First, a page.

Willie Winkie"; J. G. Whittier's "Barbara Frietchie";
and "The Queen of Hearts" by Charles Lamb. Simple Simon is
performed with Boris as the pie man, but as a variation of the famous
Abbott and Costello routine "Who's on First?".
again features Bullwinkle posing as an authority on any topic.
Disaster inevitably ensues.
Rocky and Bullwinkle Fan Club,
a series of abortive attempts by Rocky and Bullwinkle to conduct the
club's business. The fan club consists only of Rocky, Bullwinkle,
Boris, Natasha, and Captain Peter Peachfuzz. These shorts show these
characters out of character.
The World of Commander McBragg,
short features on revisionist history as the title character would
have imagined it; this was actually prepared for Tennessee Tuxedo and
His Tales (and later shown on The Underdog Show). Although the shorts
were animated by the same animation company, Gamma Productions, they
were actually produced for Total Television, rather than Ward
Productions. These segments were part of pre-1990 syndicated versions
of The Bullwinkle Show and appear in syndicated episodes of The
Underdog Show, Dudley Do Right And Friends, and Uncle Waldo's Cartoon Show.
Boris and Natasha: The Movie
and Natasha is a 1992 comedy film that was loosely based on the
animated television series The Rocky and Bullwinkle Show. It was shot
in New York City. The actors did not attempt to copy the accents of
their animated counterparts, and although Rocky and Bullwinkle do not
appear in this film, they are referred to by the names "Agent
Moose" and "Agent Squirrel". This was due to the
production company's inability to secure the rights to the animated
characters' likenesses for this film. Originally intended for a
theatrical release, this film was produced by Management Company
Entertainment Group for Showtime Networks, and aired on Showtime on
April 17, 1992.
Boris Badenov (Dave Thomas
of SCTV fame) and Natasha Fatale (Sally Kellerman) are spies for the
mean little country of Pottsylvania, where, sandwiched between the
nations Wrestlemania and Yoursovania, the Cold War is still frigid.
Their Fearless Leader hatches a plan to capture a time-reverse
micro-chip, using the two spies as high-profile patsies. They
clumsily defect to America and try to unravel Fearless Leader's
master plan. But can these dim-witted fools survive a secret
assassin, exploding potatoes and the temptations of capitalism? And
what of their old foes, "Moosk unt Squoirrel"?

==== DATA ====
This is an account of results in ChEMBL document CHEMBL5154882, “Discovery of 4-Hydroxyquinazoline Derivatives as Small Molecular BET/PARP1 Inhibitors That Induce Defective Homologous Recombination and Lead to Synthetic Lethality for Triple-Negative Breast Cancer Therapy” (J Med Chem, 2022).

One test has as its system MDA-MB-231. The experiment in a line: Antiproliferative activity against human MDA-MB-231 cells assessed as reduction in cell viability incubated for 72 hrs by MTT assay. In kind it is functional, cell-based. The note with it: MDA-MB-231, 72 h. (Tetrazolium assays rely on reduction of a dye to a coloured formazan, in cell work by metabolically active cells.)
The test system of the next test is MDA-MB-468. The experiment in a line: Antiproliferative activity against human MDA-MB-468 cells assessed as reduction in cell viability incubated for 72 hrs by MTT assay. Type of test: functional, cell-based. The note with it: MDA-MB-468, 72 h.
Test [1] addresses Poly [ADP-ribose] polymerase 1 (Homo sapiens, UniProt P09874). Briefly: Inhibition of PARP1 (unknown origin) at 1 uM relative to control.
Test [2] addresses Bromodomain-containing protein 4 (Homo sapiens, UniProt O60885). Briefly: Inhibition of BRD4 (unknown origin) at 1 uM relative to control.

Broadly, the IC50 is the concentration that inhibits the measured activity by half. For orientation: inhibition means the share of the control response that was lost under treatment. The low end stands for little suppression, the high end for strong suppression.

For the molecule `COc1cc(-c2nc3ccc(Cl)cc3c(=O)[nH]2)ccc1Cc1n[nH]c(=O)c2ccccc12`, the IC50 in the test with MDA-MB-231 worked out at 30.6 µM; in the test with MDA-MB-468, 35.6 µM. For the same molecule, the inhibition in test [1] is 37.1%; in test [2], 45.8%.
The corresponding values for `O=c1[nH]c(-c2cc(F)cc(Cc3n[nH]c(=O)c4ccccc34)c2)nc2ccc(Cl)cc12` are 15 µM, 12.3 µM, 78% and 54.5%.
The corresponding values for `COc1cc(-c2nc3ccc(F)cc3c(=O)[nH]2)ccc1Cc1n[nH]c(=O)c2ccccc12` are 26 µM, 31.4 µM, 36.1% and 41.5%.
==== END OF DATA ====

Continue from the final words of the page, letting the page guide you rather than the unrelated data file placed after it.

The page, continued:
The Adventures of Rocky
Adventures of Rocky and Bullwinkle is a 2000 comedy film produced by
Universal Pictures, based on the television cartoon The Rocky and
Bullwinkle Show by Jay Ward. The animated characters Rocky and
Bullwinkle shared the screen with live actors portraying Fearless
Leader played by Robert De Niro (yes, that Robert De Niro. De Niro
was also one of the producers), Seinfeld's Jason Alexander was Boris
Badenov, Rene Russo was Natasha Fatale, and Piper Perabo who played a
new character, FBI agent Karen Sympathy (Perabo would later go on to
work for the CIA in Showcase's Covert Affairs).
This film is also notable
for its ensemble cast featuring guest appearances by Billy Crystal,
Janeane Garofalo, Whoopi Goldberg, John Goodman, David Allen Grier,
Kenan Thompson, Kel Mitchell, Don Novello, Jon Polito, Carl Reiner,
and Jonathan Winters, along with many fourth wall breakages.
Set 35 years after The
Rocky and Bullwinkle Show's cancellation, our two heros have been
living off the meager finances of their TV reruns. To make matters
worse, Rocky has lost his ability to fly, and the trees in Frostbite
Falls have all been cut down. Meanwhile, over in Pottsylvania, home
of Rocky and Bullwinkle's arch enemies Fearless Leader, Boris, and
Natasha, the Iron Curtain has fallen, leading the villains to leave
Pottsylvania, and dig through a tunnel all the way to the TV of a
Hollywood Producer, Minnie Mogul. She signs a contract, giving her
the rights to produce the Rocky and Bullwinkle Movie, and
accidentally pulls the 3 villains out of the TV, turning them into
humans! Now, Fearless Leader has an evil plan to hypnotize America,
using RBTV (Really Bad TeleVision), making everyone's mind mush, so
he can get everyone to vote for him for President. However, new FBI
Agent Karen Sympathy has an assignment, get the only ones who could
ever defeat these villains, Rocky and Bullwinkle. Using a green light
lighthouse, Rocky and Bullwinkle (and their Narrator) are sucked out
of the TV world, and to real life as 3D computer-generated
characters! With all of America being hypnotized, and Fearless
Leader's evil speech in 48 hours, and Boris and Natasha are sent out
to destroy moose and squirrel before they can save the day.
Do-Right is a 1999 romantic comedy film produced by Davis
Entertainment for Universal Studios. The film based on Jay Ward's
Dudley Do-Right that was a regular feature of the Rocky &
Bullwinkle Show. Starring Brendan Fraser as the cartoon's title
character and Sarah Jessica Parker as Nell, it was shot in Vancouver,
British Columbia, Canada. Dudley Do-Right was Fraser's second film
based on a Jay Ward cartoon, George of the Jungle having been his
first, in 1997.
Brendan Fraser (George of
the Jungle, The Mummy) brings his considerable charm to this
live-action version of the classic cartoon Dudley Do-Right. The story
begins with three children and a horse. These are young versions of
Dudley Do-Right, Nell Fenwick, Snidely Whiplash, and Horse. The three
talk of their aspirations; Dudley believes he is destined to be a
royal Canadian Mountie while Nell wishes to see the world. Snidely,
however, wishes to be the "bad guy".
Several years later, all
three have fulfilled their supposed destinies. Dudley is now a
Mountie (but always sticks to the rules and is frequently oblivious
to even the most obvious of things), and Snidely (Alfred Molina) has
become an infamous bank robber. Nell returns from her world tour and
reunites with Dudley just as Snidely's hatches to take control of the
town, renaming it "Whiplash City".